"It's an absolutely amazing story, how the same molecules are used for the health of a plant in soil and our own gut; it must be a very ancient system that's been preserved," says Mayer. Gut microbes produce enzymes that help us digest food and break it down into essential nutrients, producing vitamins our own bodies don't possess the ability to make on their own; protect us from disease-causing bacteria by regulating our immune system and teaching it how to fight off invaders; as well as produce anti-inflammatory compounds. A microbiome is unique to a person, passed on from a mother when we're born. Likewise, microbiomes in soil differ in composition depending on region, type of soil, plant matter, and a variety of other factors.

Despite all the powerful benefits they can confer, microbiomes are hardly invincible, and human activity has done much to disrupt them. Industrial agricultural practices have an outsize role to play in the destruction of the soil microbiome. Tilling soil releases carbon and disrupts and damages bacteria, fungi, and arthropods. Monocropping saps nutrients from soil and decreases the beneficial microbes that live in it, leading to poorer plant growth and increased susceptibility to plant infections and diseases. Additionally, monocropping is heavily dependent on chemical inputs; these "negatively affect the biological functionaries of microbes, their diversity, composition, and biochemical processes," according to multidisciplinary research from 2020 published in Land, causing "serious hazards to soil environment and human health."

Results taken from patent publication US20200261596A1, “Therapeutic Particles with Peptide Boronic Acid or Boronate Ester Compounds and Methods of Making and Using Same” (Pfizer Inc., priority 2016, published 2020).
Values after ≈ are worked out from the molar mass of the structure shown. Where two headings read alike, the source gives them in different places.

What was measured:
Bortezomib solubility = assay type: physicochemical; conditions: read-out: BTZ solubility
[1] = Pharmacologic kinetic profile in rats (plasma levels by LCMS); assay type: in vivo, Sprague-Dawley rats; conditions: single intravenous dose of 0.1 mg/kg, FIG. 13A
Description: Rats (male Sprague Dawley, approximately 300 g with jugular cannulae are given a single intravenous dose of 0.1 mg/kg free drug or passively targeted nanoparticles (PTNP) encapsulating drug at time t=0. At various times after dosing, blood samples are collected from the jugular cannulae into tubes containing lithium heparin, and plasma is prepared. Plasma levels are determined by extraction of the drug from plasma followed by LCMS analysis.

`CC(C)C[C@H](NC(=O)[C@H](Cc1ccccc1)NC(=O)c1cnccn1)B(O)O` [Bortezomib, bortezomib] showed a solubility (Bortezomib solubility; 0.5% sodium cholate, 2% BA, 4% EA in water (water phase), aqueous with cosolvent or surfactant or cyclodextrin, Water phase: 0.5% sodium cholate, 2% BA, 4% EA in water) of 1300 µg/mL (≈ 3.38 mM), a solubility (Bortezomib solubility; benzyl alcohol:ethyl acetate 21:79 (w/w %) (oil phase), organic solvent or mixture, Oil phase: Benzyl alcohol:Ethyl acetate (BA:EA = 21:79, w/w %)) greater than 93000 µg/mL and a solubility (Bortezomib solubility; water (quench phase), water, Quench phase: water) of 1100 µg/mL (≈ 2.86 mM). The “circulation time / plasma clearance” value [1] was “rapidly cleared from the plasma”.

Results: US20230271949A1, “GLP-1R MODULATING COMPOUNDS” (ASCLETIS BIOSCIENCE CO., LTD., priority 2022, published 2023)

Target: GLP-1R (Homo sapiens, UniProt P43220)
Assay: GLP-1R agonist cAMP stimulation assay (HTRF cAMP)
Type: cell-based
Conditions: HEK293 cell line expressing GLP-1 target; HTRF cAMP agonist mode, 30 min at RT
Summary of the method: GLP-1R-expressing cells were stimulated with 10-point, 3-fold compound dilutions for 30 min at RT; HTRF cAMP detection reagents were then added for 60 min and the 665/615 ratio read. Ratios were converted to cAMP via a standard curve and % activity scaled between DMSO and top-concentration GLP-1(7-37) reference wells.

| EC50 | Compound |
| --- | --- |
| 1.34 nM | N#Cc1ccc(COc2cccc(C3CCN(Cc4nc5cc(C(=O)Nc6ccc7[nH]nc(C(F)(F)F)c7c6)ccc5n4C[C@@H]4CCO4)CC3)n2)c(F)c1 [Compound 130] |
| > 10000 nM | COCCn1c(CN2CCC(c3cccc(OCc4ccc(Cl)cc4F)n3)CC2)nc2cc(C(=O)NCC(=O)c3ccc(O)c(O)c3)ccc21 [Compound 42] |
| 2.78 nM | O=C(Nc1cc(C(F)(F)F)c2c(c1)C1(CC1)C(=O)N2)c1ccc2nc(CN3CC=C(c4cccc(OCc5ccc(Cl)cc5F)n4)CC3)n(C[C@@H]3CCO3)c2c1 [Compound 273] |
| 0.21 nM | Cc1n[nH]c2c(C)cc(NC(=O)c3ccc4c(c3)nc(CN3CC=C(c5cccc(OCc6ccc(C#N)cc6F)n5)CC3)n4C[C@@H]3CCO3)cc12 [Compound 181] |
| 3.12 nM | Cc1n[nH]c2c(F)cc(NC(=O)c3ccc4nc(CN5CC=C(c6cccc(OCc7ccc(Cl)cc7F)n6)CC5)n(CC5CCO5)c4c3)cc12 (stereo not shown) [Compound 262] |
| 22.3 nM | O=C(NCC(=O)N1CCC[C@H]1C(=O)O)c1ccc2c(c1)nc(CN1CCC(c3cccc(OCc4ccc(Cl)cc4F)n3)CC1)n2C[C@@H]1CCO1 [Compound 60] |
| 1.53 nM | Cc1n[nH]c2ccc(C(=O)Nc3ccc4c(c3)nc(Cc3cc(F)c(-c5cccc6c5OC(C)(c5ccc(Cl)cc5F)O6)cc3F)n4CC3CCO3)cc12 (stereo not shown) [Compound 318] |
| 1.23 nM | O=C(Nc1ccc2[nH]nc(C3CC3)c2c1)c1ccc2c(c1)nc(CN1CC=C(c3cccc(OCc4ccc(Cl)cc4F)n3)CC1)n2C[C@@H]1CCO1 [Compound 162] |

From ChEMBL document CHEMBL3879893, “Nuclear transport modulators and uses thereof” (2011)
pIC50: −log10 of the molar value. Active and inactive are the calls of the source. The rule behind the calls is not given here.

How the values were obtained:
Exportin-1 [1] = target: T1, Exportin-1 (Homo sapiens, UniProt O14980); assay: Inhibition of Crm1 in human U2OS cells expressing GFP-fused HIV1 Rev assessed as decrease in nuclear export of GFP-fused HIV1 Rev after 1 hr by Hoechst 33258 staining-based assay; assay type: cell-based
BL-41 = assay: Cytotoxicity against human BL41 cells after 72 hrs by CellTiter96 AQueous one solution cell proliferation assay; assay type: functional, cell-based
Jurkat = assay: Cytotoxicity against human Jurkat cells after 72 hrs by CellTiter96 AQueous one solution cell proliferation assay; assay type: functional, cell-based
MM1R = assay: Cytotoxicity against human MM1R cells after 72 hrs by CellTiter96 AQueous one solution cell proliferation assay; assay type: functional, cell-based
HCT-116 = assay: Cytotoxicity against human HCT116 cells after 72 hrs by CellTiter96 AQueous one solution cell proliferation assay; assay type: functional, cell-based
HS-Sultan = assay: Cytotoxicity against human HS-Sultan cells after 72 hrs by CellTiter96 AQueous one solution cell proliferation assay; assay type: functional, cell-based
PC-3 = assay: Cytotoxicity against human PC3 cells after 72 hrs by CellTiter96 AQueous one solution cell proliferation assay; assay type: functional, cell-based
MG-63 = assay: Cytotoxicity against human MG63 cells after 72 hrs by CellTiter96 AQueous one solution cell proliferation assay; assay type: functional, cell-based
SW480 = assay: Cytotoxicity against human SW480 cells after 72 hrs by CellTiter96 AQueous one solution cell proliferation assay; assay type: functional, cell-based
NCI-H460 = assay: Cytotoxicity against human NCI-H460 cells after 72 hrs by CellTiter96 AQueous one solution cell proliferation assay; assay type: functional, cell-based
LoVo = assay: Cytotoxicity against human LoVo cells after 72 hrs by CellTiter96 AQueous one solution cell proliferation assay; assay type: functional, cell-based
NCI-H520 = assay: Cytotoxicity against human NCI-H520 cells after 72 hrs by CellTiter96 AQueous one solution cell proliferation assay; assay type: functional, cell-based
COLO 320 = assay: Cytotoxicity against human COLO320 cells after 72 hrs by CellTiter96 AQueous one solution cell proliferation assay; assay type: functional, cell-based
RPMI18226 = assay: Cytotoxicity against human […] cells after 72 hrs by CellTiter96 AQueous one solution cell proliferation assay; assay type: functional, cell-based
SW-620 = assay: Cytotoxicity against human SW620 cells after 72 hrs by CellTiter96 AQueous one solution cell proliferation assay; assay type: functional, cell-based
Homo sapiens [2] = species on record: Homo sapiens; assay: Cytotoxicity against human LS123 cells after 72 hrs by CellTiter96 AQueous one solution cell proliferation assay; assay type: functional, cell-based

This finding is supported by a new study conducted by the Center for Biological Diversity and other partners, which shows that pesticides are poisoning soil and all the life supported by it. "The prevalence of negative effects in our results underscores the need for soil organisms to be represented in any risk analysis of a pesticide that has the potential to contaminate soil," the research concluded, "and for any significant risk to be mitigated in a way that will specifically reduce harm to the soil organisms that sustain important ecosystem services.

As these microbes disappear, the soil and its plants suffer; and so does our health, as we take in significantly fewer, and fewer types, of tiny organisms into our gut microbiomes; some of these microbes may actually be in danger of extinction, says Mayer, with the effects on human health not fully understood. Additionally, our diets have become reliant on monocultures of processed and fatty foods that do not properly "feed" our tenant microbes and keep them in balance, leaving us susceptible to diseases such as obesity, diabetes, and colon cancer.

In the same way that microbial diversity in soil is decreased by agricultural chemicals, our microbial gut diversity is reduced by antibiotics. Both antibiotics and synthetic pesticides have been critically important societal interventions, says Mayer, but the collateral damage to human and soil microbiomes has been "tremendous." Figuring out how to restore and protect microbiomes — in soil, in people, in oceans, and air — will be the work of researchers for many years to come, and essential to supporting all life on our planet. "Nurture your ecosystem," says Mayer, "and it will take care of everything else."


Lela Nargi